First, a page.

Dubai Aerospace, Fraport keen on Gatwick if BAA owner Ferrovial wants to sell

Dubai Aerospace, which just bid $900 million for New Zealand's Auckland Airport, is interested in making a bid if BAA puts Gatwick on the block. So is Fraport, which owns Frankfurt Airport. Bankers in London are working on possible acquisition strategies for a number of clients, mostly financial buyers like Macquarie Bank or private equity groups.

This peek-in by potential buyers comes two weeks after the competition commission said that it would begin an investigation into whether BAA's monopoly of London airports — Heathrow, Gatwick and Stansted — should be broken up. Some experts claim that BAA's control of all three was stifling competition. The investigation will probably take another two years, but if it rules against BAA, the company could be forced to sell one of its airports.

In any case, though, Ferrovial — the Spanish construction company that bought BAA last year for £10.3 billion — is thought to want to sell some of its seven UK airports to repay debt it incurred for the acquisition. It may decide to act even before the commission concludes its deliberations, because the company will not want to get into a position of being forced to dispose of Gatwick or Stansted.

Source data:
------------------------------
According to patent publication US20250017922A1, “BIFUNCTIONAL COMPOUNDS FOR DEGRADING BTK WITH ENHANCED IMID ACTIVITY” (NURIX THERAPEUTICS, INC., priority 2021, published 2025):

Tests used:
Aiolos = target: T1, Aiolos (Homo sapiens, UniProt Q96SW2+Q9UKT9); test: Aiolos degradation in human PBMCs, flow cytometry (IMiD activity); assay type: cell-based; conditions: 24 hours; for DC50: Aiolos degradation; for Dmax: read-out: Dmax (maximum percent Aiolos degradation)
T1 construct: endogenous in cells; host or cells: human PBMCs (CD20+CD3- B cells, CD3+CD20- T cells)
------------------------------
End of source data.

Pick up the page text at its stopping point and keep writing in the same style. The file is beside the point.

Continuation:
Airports have become attractive because of the growth in demand for air travel and the difficulty in finding locations to build new facilities. Australian bank Macquarie has stakes in airports at Bristol, Birmingham and Sydney. In June, it sold its holding in Aeroporti di Roma for $1.6 billion.

Other companies thought to be interested in Gatwick or Stansted include Hochtief, a German group that owns six airports, Albertis, a Spanish company with stakes in Luton, Cardiff and Belfast airports, and AIG, which recently bought London City Airport for about £700 million. But BAA's official position remains that it has no plans to sell any airport at this time.